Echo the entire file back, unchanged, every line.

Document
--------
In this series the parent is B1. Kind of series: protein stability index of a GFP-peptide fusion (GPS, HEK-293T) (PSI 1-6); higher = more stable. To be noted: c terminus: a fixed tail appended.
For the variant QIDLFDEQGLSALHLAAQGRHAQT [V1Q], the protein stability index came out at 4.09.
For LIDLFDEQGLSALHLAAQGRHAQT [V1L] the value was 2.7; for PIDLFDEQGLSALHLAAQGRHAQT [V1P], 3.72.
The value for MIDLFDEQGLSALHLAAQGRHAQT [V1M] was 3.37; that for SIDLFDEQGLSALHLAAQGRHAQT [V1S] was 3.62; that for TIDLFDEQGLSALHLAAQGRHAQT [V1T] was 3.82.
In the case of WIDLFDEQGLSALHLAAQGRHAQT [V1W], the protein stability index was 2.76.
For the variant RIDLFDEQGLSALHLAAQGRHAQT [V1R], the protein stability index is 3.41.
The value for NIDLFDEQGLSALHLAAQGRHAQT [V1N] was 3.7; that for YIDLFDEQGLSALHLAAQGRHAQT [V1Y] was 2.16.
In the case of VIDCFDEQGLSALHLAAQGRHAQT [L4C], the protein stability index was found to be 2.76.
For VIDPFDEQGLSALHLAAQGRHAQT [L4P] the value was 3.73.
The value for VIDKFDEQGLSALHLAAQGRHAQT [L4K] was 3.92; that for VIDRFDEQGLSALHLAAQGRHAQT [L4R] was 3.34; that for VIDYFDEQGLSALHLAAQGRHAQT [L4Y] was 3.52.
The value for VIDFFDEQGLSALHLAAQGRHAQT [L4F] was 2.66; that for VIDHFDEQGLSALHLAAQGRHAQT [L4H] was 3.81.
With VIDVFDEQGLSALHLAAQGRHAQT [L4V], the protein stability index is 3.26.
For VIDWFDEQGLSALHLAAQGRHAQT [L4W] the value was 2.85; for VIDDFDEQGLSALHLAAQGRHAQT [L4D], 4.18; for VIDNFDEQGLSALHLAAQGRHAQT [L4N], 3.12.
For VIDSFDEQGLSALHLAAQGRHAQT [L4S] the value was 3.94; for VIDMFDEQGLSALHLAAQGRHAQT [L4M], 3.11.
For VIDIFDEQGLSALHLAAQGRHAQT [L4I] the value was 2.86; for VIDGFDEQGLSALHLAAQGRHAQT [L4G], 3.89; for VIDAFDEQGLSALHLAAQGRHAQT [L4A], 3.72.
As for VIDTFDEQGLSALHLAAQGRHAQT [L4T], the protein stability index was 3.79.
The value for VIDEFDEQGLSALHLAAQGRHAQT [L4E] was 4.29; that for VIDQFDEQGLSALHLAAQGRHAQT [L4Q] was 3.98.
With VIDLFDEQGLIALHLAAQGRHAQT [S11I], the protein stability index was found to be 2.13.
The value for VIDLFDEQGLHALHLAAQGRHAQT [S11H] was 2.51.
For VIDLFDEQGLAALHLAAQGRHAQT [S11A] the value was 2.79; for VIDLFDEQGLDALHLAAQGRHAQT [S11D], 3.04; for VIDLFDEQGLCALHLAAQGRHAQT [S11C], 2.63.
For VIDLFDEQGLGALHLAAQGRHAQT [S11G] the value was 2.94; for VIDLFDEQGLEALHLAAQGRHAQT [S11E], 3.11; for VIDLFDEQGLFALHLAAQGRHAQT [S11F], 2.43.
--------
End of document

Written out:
In this series the parent is B1. Kind of series: protein stability index of a GFP-peptide fusion (GPS, HEK-293T) (PSI 1-6); higher = more stable. To be noted: c terminus: a fixed tail appended.
For the variant QIDLFDEQGLSALHLAAQGRHAQT [V1Q], the protein stability index came out at 4.09.
For LIDLFDEQGLSALHLAAQGRHAQT [V1L] the value was 2.7; for PIDLFDEQGLSALHLAAQGRHAQT [V1P], 3.72.
The value for MIDLFDEQGLSALHLAAQGRHAQT [V1M] was 3.37; that for SIDLFDEQGLSALHLAAQGRHAQT [V1S] was 3.62; that for TIDLFDEQGLSALHLAAQGRHAQT [V1T] was 3.82.
In the case of WIDLFDEQGLSALHLAAQGRHAQT [V1W], the protein stability index was 2.76.
For the variant RIDLFDEQGLSALHLAAQGRHAQT [V1R], the protein stability index is 3.41.
The value for NIDLFDEQGLSALHLAAQGRHAQT [V1N] was 3.7; that for YIDLFDEQGLSALHLAAQGRHAQT [V1Y] was 2.16.
In the case of VIDCFDEQGLSALHLAAQGRHAQT [L4C], the protein stability index was found to be 2.76.
For VIDPFDEQGLSALHLAAQGRHAQT [L4P] the value was 3.73.
The value for VIDKFDEQGLSALHLAAQGRHAQT [L4K] was 3.92; that for VIDRFDEQGLSALHLAAQGRHAQT [L4R] was 3.34; that for VIDYFDEQGLSALHLAAQGRHAQT [L4Y] was 3.52.
The value for VIDFFDEQGLSALHLAAQGRHAQT [L4F] was 2.66; that for VIDHFDEQGLSALHLAAQGRHAQT [L4H] was 3.81.
With VIDVFDEQGLSALHLAAQGRHAQT [L4V], the protein stability index is 3.26.
For VIDWFDEQGLSALHLAAQGRHAQT [L4W] the value was 2.85; for VIDDFDEQGLSALHLAAQGRHAQT [L4D], 4.18; for VIDNFDEQGLSALHLAAQGRHAQT [L4N], 3.12.
For VIDSFDEQGLSALHLAAQGRHAQT [L4S] the value was 3.94; for VIDMFDEQGLSALHLAAQGRHAQT [L4M], 3.11.
For VIDIFDEQGLSALHLAAQGRHAQT [L4I] the value was 2.86; for VIDGFDEQGLSALHLAAQGRHAQT [L4G], 3.89; for VIDAFDEQGLSALHLAAQGRHAQT [L4A], 3.72.
As for VIDTFDEQGLSALHLAAQGRHAQT [L4T], the protein stability index was 3.79.
The value for VIDEFDEQGLSALHLAAQGRHAQT [L4E] was 4.29; that for VIDQFDEQGLSALHLAAQGRHAQT [L4Q] was 3.98.
With VIDLFDEQGLIALHLAAQGRHAQT [S11I], the protein stability index was found to be 2.13.
The value for VIDLFDEQGLHALHLAAQGRHAQT [S11H] was 2.51.
For VIDLFDEQGLAALHLAAQGRHAQT [S11A] the value was 2.79; for VIDLFDEQGLDALHLAAQGRHAQT [S11D], 3.04; for VIDLFDEQGLCALHLAAQGRHAQT [S11C], 2.63.
For VIDLFDEQGLGALHLAAQGRHAQT [S11G] the value was 2.94; for VIDLFDEQGLEALHLAAQGRHAQT [S11E], 3.11; for VIDLFDEQGLFALHLAAQGRHAQT [S11F], 2.43.